Even though the Acura MDX was named North American Truck of the Year for 2001, this sport-utility vehicle has continued to be a work in progress. Not to fix things, per se, but to keep up with all the action in the luxury ute segment.
So for 2004, Acura has upgraded the MDX’s styling, added more power and features and added a new “Tech Package.” Power for the 2004 model is up five horsepower to 265 for the 3.5-litre V6 thanks to a new dual exhaust system. The 2004 MDX also has a new front end and new wheels.
Also, a $5,300 “Tech Package” (on top of the $50,300 sticker) includes a navigation system with voice recognition, a rear DVD entertainment system and a rear-view back-up camera. Interior upgrades? Among them are a better sound system and more insulation has cut down on noise. For safety, Acura has added standard side curtain airbags and a Tire Pressure Monitoring System (TPMS).
All this is interesting because only last year for 2003 Acura did some tweaking to address the concerns of some critics who were not overwhelmed by the original 2001 model. Those critics argued that the original 240 horsepower V6 wasn’t quite potent enough, the ride wasn’t quite smooth enough, the handling not quite as predictable and sure-footed as it could have been. The critics were also quick to mention that the MDX was and remains a sport-utility derivative of the Honda Odyssey minivan.
Yes, Acura did some very smart tweaking to the 2003 MDX. The 3.5-litre, 24-valve V6 was boosted to 260 horsepower, up from 240 hp. Acura’s engineers increased air flow, thus boosting horsepower, by playing with the catalytic converters and exhaust pipes. Not only that, the 3.5 was teamed with an new five-speed automatic. This tranny performs a little more smoothly and quietly than the tranny in the 2001 and 2002 models. A new “drive-by-wire” system for 2003 improved throttle responses.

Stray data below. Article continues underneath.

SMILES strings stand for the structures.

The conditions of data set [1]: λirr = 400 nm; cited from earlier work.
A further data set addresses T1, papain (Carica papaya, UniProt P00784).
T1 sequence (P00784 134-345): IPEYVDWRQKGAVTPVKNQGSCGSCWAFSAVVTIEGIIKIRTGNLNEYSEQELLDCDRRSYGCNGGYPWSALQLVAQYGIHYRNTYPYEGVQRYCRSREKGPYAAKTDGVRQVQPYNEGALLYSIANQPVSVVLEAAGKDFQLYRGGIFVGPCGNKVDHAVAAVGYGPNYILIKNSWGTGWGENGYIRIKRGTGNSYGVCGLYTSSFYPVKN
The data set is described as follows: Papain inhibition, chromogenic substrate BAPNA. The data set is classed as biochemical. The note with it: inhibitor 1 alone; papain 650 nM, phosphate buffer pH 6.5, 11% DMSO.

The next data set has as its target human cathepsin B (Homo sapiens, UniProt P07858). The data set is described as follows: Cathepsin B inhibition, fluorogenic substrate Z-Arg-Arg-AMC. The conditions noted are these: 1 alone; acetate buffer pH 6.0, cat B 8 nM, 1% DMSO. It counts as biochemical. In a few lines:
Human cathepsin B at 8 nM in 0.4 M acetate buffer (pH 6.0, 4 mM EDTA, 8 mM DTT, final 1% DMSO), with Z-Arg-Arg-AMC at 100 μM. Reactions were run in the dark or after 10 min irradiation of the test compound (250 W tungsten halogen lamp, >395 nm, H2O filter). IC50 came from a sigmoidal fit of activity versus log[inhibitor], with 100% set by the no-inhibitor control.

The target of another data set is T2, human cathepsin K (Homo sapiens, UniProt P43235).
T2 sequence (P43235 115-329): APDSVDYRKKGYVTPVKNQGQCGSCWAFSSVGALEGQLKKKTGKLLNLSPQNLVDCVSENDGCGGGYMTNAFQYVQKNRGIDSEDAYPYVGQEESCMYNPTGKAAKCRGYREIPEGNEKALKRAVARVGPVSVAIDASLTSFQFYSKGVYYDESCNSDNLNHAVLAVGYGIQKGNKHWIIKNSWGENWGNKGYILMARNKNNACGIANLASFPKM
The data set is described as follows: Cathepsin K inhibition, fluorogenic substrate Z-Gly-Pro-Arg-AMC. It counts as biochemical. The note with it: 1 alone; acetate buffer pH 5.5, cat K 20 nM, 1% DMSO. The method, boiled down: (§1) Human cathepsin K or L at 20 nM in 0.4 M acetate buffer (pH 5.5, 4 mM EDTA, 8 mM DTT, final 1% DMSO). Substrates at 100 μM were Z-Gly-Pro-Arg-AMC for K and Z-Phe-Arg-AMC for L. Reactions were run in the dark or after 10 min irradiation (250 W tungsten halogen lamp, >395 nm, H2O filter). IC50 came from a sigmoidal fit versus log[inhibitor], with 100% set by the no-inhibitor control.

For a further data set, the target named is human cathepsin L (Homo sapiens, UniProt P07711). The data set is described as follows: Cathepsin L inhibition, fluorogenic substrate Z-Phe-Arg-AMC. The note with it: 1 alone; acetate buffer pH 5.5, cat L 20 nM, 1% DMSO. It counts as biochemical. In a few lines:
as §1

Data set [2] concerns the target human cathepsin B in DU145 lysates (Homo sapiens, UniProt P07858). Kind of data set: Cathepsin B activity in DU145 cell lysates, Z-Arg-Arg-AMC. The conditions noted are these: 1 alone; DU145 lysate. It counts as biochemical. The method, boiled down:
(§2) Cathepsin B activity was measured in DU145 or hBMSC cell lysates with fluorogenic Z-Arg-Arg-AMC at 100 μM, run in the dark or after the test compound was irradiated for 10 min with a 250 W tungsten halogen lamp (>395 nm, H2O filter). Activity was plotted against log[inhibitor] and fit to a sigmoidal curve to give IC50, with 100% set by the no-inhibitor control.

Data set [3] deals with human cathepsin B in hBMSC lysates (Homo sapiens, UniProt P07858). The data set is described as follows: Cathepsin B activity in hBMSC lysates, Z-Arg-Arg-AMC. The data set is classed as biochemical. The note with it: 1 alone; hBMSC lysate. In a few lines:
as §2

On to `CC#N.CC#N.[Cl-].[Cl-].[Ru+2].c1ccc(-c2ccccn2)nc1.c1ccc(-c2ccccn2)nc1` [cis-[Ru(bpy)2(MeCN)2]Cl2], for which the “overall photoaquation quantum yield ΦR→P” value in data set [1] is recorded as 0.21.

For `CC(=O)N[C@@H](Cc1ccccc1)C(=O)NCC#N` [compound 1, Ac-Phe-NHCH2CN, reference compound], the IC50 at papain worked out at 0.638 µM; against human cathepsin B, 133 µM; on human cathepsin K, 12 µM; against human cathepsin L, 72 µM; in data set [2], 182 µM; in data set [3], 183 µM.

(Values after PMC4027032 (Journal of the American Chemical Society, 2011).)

Then there were the suspension upgrades for 2003. Acura engineers retuned spring rates and beefed up stabilizer bars front and rear. The result: a softened ride without being overly cushy. And handling was improved. The 2003 MDX is a more predictable and precise vehicle compared to the 2001 and 2002 vehicles.
Acura also added a new standard stability control system for 2003. It helps newer versions of the MDX with road manners, especially on bad roads. And the engineers also recalibrated the full-time four-wheel-drive system for 2003. Those changes were designed to distribute more torque to the rear wheels for better footing in snow and on slippery surfaces.
When it arrived in 2001, the seven-passenger MDX was late to the sport-utility game. Key rivals such as the Lexus RX300, Mercedes-Benz ML320 and BMW X5 had already been busy carving out nice little niches of an increasingly crowded collection of activity vehicles.
Nonetheless, Acura put enough thought into the MDX to make it a success. Quality has proven to be good and ownership costs remain low as a result. But the improvements of the last two years should mean a few more nearly-new MDX models will come on the market.
Those older trucks deliver good value, even though newer versions of the MDX are noticeably better in many ways.